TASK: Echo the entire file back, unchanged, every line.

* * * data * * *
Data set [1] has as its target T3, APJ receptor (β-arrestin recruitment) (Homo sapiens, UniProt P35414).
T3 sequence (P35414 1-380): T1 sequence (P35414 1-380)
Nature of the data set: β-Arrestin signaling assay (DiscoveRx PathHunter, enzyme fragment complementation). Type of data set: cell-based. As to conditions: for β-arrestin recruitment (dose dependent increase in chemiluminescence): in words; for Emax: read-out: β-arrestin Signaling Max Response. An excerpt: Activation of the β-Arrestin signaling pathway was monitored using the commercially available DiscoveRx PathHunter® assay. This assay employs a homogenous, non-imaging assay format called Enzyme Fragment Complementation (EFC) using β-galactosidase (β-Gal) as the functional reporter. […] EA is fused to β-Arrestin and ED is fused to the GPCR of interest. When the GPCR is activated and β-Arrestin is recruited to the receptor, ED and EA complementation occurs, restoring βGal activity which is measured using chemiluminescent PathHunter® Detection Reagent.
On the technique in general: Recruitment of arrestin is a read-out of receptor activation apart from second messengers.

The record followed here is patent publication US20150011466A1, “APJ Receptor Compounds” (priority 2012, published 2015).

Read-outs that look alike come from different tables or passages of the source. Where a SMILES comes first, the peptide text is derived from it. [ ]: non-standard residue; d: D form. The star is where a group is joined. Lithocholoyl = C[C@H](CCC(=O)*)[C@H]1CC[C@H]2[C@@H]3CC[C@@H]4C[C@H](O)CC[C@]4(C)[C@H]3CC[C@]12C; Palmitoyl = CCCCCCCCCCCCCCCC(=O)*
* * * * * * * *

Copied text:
Data set [1] has as its target T3, APJ receptor (β-arrestin recruitment) (Homo sapiens, UniProt P35414).
T3 sequence (P35414 1-380): T1 sequence (P35414 1-380)
Nature of the data set: β-Arrestin signaling assay (DiscoveRx PathHunter, enzyme fragment complementation). Type of data set: cell-based. As to conditions: for β-arrestin recruitment (dose dependent increase in chemiluminescence): in words; for Emax: read-out: β-arrestin Signaling Max Response. An excerpt: Activation of the β-Arrestin signaling pathway was monitored using the commercially available DiscoveRx PathHunter® assay. This assay employs a homogenous, non-imaging assay format called Enzyme Fragment Complementation (EFC) using β-galactosidase (β-Gal) as the functional reporter. […] EA is fused to β-Arrestin and ED is fused to the GPCR of interest. When the GPCR is activated and β-Arrestin is recruited to the receptor, ED and EA complementation occurs, restoring βGal activity which is measured using chemiluminescent PathHunter® Detection Reagent.
On the technique in general: Recruitment of arrestin is a read-out of receptor activation apart from second messengers.

The record followed here is patent publication US20150011466A1, “APJ Receptor Compounds” (priority 2012, published 2015).

Read-outs that look alike come from different tables or passages of the source. Where a SMILES comes first, the peptide text is derived from it. [ ]: non-standard residue; d: D form. The star is where a group is joined. Lithocholoyl = C[C@H](CCC(=O)*)[C@H]1CC[C@H]2[C@@H]3CC[C@@H]4C[C@H](O)CC[C@]4(C)[C@H]3CC[C@]12C; Palmitoyl = CCCCCCCCCCCCCCCC(=O)*